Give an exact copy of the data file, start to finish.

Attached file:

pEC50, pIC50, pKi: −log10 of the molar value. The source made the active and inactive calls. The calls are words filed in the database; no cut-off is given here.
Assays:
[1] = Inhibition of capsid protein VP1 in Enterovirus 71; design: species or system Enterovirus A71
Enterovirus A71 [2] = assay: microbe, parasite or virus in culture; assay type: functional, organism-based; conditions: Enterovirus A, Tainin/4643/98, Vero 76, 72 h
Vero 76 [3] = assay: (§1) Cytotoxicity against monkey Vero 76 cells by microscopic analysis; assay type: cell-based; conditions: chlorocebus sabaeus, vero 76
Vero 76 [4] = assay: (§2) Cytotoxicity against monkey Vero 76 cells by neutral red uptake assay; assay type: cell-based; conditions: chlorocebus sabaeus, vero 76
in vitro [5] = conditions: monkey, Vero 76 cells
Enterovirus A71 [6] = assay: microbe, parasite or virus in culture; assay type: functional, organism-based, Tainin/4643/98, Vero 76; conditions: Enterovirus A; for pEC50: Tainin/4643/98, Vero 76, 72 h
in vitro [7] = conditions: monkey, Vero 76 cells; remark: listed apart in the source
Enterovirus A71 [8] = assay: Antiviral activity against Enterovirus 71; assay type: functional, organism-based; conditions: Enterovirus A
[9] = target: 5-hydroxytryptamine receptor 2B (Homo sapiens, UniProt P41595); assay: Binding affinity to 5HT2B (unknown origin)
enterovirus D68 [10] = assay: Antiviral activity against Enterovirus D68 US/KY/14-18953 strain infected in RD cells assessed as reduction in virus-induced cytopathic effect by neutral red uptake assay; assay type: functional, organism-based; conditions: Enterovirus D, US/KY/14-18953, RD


pEC50, pIC50, pKi: −log10 of the molar value. The source made the active and inactive calls. The calls are words filed in the database; no cut-off is given here.
Assays:
[1] = Inhibition of capsid protein VP1 in Enterovirus 71; design: species or system Enterovirus A71
Enterovirus A71 [2] = assay: microbe, parasite or virus in culture; assay type: functional, organism-based; conditions: Enterovirus A, Tainin/4643/98, Vero 76, 72 h
Vero 76 [3] = assay: (§1) Cytotoxicity against monkey Vero 76 cells by microscopic analysis; assay type: cell-based; conditions: chlorocebus sabaeus, vero 76
Vero 76 [4] = assay: (§2) Cytotoxicity against monkey Vero 76 cells by neutral red uptake assay; assay type: cell-based; conditions: chlorocebus sabaeus, vero 76
in vitro [5] = conditions: monkey, Vero 76 cells
Enterovirus A71 [6] = assay: microbe, parasite or virus in culture; assay type: functional, organism-based, Tainin/4643/98, Vero 76; conditions: Enterovirus A; for pEC50: Tainin/4643/98, Vero 76, 72 h
in vitro [7] = conditions: monkey, Vero 76 cells; remark: listed apart in the source
Enterovirus A71 [8] = assay: Antiviral activity against Enterovirus 71; assay type: functional, organism-based; conditions: Enterovirus A
[9] = target: 5-hydroxytryptamine receptor 2B (Homo sapiens, UniProt P41595); assay: Binding affinity to 5HT2B (unknown origin)
enterovirus D68 [10] = assay: Antiviral activity against Enterovirus D68 US/KY/14-18953 strain infected in RD cells assessed as reduction in virus-induced cytopathic effect by neutral red uptake assay; assay type: functional, organism-based; conditions: Enterovirus D, US/KY/14-18953, RD